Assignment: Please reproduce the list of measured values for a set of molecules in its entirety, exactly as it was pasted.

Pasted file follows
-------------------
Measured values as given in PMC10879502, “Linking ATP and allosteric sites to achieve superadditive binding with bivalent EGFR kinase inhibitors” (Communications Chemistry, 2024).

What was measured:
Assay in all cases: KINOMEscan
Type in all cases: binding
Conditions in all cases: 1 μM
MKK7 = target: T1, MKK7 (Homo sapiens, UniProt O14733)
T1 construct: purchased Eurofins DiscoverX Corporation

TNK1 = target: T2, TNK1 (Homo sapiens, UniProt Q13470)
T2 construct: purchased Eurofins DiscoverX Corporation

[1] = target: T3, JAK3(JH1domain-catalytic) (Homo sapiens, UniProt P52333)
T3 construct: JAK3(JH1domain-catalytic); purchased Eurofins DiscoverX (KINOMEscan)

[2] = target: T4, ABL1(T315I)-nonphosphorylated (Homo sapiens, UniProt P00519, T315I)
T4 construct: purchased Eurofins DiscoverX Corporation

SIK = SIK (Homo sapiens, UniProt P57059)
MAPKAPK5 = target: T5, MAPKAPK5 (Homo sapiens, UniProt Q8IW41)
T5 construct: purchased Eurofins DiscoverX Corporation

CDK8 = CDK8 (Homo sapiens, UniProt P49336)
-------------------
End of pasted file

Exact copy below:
Measured values as given in PMC10879502, “Linking ATP and allosteric sites to achieve superadditive binding with bivalent EGFR kinase inhibitors” (Communications Chemistry, 2024).

What was measured:
Assay in all cases: KINOMEscan
Type in all cases: binding
Conditions in all cases: 1 μM
MKK7 = target: T1, MKK7 (Homo sapiens, UniProt O14733)
T1 construct: purchased Eurofins DiscoverX Corporation

TNK1 = target: T2, TNK1 (Homo sapiens, UniProt Q13470)
T2 construct: purchased Eurofins DiscoverX Corporation

[1] = target: T3, JAK3(JH1domain-catalytic) (Homo sapiens, UniProt P52333)
T3 construct: JAK3(JH1domain-catalytic); purchased Eurofins DiscoverX (KINOMEscan)

[2] = target: T4, ABL1(T315I)-nonphosphorylated (Homo sapiens, UniProt P00519, T315I)
T4 construct: purchased Eurofins DiscoverX Corporation

SIK = SIK (Homo sapiens, UniProt P57059)
MAPKAPK5 = target: T5, MAPKAPK5 (Homo sapiens, UniProt Q8IW41)
T5 construct: purchased Eurofins DiscoverX Corporation

CDK8 = CDK8 (Homo sapiens, UniProt P49336)